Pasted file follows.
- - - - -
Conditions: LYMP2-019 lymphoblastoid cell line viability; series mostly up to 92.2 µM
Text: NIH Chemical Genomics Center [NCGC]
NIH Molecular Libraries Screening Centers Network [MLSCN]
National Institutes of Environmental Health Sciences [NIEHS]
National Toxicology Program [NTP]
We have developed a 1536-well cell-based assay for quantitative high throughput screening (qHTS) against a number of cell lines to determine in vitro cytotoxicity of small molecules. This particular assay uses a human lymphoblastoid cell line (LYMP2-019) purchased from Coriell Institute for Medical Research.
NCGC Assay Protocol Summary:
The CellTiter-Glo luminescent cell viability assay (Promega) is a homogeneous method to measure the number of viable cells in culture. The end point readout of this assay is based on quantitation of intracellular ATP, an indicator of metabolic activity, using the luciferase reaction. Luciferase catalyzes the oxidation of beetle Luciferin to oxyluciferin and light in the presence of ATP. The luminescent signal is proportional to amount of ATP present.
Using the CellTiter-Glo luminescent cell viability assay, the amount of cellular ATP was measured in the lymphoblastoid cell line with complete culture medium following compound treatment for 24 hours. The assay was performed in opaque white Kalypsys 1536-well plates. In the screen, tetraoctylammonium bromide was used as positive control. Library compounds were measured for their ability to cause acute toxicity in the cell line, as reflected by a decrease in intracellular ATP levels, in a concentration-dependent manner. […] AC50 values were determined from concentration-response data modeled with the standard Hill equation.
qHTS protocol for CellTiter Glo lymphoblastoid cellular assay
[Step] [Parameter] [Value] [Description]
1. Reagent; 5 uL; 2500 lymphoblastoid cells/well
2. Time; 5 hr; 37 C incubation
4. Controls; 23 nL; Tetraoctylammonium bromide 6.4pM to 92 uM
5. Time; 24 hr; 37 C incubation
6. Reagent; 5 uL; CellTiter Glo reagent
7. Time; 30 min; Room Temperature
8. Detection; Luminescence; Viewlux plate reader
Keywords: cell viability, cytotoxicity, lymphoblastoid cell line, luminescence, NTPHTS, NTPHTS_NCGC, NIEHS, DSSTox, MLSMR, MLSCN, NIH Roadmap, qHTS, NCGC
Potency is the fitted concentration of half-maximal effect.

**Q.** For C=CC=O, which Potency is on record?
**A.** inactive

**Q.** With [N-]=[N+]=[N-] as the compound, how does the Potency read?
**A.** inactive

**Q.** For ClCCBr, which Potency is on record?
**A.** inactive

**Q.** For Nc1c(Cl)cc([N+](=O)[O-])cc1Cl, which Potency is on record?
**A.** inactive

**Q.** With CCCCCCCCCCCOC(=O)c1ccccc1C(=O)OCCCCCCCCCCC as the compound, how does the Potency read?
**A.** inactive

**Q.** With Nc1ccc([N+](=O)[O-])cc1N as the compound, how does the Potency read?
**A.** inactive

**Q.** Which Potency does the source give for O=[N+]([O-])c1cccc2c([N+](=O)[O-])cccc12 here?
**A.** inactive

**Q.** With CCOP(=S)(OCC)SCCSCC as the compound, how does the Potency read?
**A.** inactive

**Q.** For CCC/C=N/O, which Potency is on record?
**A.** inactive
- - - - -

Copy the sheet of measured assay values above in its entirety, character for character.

Conditions: LYMP2-019 lymphoblastoid cell line viability; series mostly up to 92.2 µM
Text: NIH Chemical Genomics Center [NCGC]
NIH Molecular Libraries Screening Centers Network [MLSCN]
National Institutes of Environmental Health Sciences [NIEHS]
National Toxicology Program [NTP]
We have developed a 1536-well cell-based assay for quantitative high throughput screening (qHTS) against a number of cell lines to determine in vitro cytotoxicity of small molecules. This particular assay uses a human lymphoblastoid cell line (LYMP2-019) purchased from Coriell Institute for Medical Research.
NCGC Assay Protocol Summary:
The CellTiter-Glo luminescent cell viability assay (Promega) is a homogeneous method to measure the number of viable cells in culture. The end point readout of this assay is based on quantitation of intracellular ATP, an indicator of metabolic activity, using the luciferase reaction. Luciferase catalyzes the oxidation of beetle Luciferin to oxyluciferin and light in the presence of ATP. The luminescent signal is proportional to amount of ATP present.
Using the CellTiter-Glo luminescent cell viability assay, the amount of cellular ATP was measured in the lymphoblastoid cell line with complete culture medium following compound treatment for 24 hours. The assay was performed in opaque white Kalypsys 1536-well plates. In the screen, tetraoctylammonium bromide was used as positive control. Library compounds were measured for their ability to cause acute toxicity in the cell line, as reflected by a decrease in intracellular ATP levels, in a concentration-dependent manner. […] AC50 values were determined from concentration-response data modeled with the standard Hill equation.
qHTS protocol for CellTiter Glo lymphoblastoid cellular assay
[Step] [Parameter] [Value] [Description]
1. Reagent; 5 uL; 2500 lymphoblastoid cells/well
2. Time; 5 hr; 37 C incubation
4. Controls; 23 nL; Tetraoctylammonium bromide 6.4pM to 92 uM
5. Time; 24 hr; 37 C incubation
6. Reagent; 5 uL; CellTiter Glo reagent
7. Time; 30 min; Room Temperature
8. Detection; Luminescence; Viewlux plate reader
Keywords: cell viability, cytotoxicity, lymphoblastoid cell line, luminescence, NTPHTS, NTPHTS_NCGC, NIEHS, DSSTox, MLSMR, MLSCN, NIH Roadmap, qHTS, NCGC
Potency is the fitted concentration of half-maximal effect.

**Q.** For C=CC=O, which Potency is on record?
**A.** inactive

**Q.** With [N-]=[N+]=[N-] as the compound, how does the Potency read?
**A.** inactive

**Q.** For ClCCBr, which Potency is on record?
**A.** inactive

**Q.** For Nc1c(Cl)cc([N+](=O)[O-])cc1Cl, which Potency is on record?
**A.** inactive

**Q.** With CCCCCCCCCCCOC(=O)c1ccccc1C(=O)OCCCCCCCCCCC as the compound, how does the Potency read?
**A.** inactive

**Q.** With Nc1ccc([N+](=O)[O-])cc1N as the compound, how does the Potency read?
**A.** inactive

**Q.** Which Potency does the source give for O=[N+]([O-])c1cccc2c([N+](=O)[O-])cccc12 here?
**A.** inactive

**Q.** With CCOP(=S)(OCC)SCCSCC as the compound, how does the Potency read?
**A.** inactive

**Q.** For CCC/C=N/O, which Potency is on record?
**A.** inactive